Type 2 diabetes is the original DIY disease.
No matter how much coaching or support you receive, whether you balance carbs and/or calories, eat locally or at your local McDonald’s, it’s really up to each individual to balance or not balance every day in favor of the scale and the glucometer.
I was thinking about this because my sister, who just turned fifty, has recently been diagnosed with type 2, and she’s at the start of everything, struggling with diet, weight and sugar issues. When I listen to her talk about how hard everything is, I’m swept back to when I was first diagnosed with gestational diabetes 26 years ago, and I remember the frightening and overwhelming enormity of diabetes. Strips and glucose monitors, blood sugar logs, the fear of pricking my finger, and most of all, the stunning anxiety of thinking that your bad habits might hurt your unborn child. The terror of those days, along with the need to keep the information that I had gestational diabetes away from my own parents and in-laws (I was worried that they might worry), had me crouching in restrooms taking secret sugar readings, heading to the swimming pool for grueling two hour sessions, and in general, quietly losing my mind until the new baby — healthy and normal weight, thank God — was born.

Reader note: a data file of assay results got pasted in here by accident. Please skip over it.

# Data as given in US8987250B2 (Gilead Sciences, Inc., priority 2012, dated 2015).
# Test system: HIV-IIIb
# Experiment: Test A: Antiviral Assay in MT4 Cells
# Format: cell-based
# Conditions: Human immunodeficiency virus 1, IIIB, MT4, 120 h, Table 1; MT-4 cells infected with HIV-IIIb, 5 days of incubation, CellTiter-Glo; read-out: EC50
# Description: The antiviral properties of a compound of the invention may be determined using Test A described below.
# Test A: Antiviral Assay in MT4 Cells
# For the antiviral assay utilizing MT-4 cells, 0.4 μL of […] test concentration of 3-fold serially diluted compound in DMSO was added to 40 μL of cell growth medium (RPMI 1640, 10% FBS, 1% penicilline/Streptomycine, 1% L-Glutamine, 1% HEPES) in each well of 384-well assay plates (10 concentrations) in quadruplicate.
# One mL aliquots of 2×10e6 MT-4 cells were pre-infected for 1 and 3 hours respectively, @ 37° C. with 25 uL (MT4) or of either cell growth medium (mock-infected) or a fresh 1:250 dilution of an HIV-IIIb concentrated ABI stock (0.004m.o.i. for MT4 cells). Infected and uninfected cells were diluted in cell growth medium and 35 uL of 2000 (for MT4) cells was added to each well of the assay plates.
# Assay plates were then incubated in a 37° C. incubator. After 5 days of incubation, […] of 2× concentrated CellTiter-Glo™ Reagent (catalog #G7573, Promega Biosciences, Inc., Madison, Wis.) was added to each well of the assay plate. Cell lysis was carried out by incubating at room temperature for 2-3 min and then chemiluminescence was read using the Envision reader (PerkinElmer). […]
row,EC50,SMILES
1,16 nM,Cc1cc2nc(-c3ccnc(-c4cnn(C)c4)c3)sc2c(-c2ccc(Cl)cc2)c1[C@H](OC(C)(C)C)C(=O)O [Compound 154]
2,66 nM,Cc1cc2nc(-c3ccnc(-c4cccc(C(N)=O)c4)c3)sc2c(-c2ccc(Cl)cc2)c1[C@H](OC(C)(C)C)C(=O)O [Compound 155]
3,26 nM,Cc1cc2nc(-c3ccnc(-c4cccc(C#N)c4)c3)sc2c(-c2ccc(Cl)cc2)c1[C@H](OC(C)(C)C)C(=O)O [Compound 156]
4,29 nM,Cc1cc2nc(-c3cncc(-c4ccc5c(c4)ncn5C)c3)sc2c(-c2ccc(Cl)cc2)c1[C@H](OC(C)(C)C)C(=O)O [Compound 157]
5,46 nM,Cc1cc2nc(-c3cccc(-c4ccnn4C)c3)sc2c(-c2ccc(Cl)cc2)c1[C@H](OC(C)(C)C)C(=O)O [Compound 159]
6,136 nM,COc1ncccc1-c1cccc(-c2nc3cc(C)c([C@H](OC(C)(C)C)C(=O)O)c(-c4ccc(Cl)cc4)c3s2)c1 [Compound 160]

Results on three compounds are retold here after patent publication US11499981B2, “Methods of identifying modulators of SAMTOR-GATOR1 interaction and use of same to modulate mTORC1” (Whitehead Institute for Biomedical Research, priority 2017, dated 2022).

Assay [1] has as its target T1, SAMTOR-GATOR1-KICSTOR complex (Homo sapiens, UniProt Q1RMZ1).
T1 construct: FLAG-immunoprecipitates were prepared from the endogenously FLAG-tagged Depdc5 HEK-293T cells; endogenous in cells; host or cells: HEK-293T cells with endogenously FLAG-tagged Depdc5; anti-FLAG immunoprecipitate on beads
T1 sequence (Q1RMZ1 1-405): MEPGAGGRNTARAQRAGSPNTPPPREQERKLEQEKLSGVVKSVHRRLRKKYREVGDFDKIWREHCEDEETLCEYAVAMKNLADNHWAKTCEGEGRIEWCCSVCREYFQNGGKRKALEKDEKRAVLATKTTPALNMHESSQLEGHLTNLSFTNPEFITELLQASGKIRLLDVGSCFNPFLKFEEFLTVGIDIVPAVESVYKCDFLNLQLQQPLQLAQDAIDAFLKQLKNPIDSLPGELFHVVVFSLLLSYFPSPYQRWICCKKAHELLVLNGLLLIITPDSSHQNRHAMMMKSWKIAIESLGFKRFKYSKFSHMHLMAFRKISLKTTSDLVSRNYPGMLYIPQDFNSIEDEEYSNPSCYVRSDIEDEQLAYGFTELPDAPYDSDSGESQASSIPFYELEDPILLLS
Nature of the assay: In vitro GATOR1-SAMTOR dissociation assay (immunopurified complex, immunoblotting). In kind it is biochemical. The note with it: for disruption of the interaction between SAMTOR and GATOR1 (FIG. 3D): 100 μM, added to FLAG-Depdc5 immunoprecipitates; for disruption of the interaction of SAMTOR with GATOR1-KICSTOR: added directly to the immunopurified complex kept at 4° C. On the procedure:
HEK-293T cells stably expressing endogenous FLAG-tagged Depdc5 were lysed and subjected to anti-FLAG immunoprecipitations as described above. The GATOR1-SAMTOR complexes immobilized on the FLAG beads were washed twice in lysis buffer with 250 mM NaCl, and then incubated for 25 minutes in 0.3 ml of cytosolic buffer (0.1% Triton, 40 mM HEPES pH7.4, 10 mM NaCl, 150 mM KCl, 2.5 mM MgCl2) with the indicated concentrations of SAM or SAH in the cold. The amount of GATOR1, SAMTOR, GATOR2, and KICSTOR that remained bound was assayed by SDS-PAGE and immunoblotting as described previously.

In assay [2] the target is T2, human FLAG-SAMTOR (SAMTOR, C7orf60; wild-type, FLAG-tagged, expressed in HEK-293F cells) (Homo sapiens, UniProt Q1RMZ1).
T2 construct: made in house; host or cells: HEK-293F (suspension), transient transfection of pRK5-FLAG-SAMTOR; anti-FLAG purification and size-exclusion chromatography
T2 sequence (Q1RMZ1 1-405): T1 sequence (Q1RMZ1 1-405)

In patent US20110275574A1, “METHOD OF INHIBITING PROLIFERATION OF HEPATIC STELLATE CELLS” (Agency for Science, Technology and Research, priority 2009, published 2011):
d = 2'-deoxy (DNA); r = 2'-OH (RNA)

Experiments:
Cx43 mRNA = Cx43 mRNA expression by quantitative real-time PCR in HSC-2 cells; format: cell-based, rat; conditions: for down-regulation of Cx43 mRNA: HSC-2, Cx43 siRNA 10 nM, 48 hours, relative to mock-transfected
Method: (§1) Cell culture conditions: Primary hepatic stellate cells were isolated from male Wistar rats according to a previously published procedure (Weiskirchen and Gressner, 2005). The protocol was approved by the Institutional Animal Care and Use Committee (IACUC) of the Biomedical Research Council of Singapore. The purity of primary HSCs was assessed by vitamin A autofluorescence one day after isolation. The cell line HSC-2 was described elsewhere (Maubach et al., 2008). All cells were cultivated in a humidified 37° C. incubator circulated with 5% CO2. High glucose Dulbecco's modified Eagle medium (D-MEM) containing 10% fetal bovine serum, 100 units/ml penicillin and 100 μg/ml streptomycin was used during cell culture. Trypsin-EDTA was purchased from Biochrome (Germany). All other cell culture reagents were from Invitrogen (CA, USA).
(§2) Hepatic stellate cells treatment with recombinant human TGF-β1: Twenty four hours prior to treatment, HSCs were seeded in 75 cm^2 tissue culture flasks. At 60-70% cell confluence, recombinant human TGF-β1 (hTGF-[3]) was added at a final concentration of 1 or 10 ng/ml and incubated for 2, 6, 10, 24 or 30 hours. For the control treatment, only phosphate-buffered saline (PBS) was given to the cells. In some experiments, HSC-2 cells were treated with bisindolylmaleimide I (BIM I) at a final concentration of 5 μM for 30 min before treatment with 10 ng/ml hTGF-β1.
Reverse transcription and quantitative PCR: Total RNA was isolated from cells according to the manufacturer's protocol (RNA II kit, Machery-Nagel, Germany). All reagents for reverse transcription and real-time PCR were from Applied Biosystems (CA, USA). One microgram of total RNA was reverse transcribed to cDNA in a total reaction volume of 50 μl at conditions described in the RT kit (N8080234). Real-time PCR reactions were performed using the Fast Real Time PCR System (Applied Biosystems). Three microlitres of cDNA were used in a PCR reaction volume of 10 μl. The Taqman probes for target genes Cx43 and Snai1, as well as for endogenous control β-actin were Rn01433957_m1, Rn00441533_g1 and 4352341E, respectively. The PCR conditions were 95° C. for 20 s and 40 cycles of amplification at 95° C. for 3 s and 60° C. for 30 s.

When my sister tells me about her diabetes, I want to offer advice, to help her without appearing to be a know it all. I take a deep breath and remember that it is a DIY project, that everyone’s body is slightly different, and that she’s going to have to discover, slowly, how her body reacts to carbs, how much testing she can stand, and how she plans to take off a few pounds. But after my own experiences, I don’t want to say nothing. So what is it that I want to tell her?
I want to tell her to take it slow, to not cut everything out of her diet all at once lest she bitterly throw in the towel. I want to tell her that despite the recommendations of my many nutritionists, I’ve found that eating far fewer carbs than the experts have suggested keeps my sugars on track. I’d tell her an hour of exercise a day seems to keep the endocronologist away. And that stress is her worst enemy. I’d tell her to carry lifesavers or glucose tabs everywhere she goes, and that much of diabetes care is trial and error — you see what works and then you go from there. That it gets easier, but never easy.
And that while it is a DIY project, she always has me.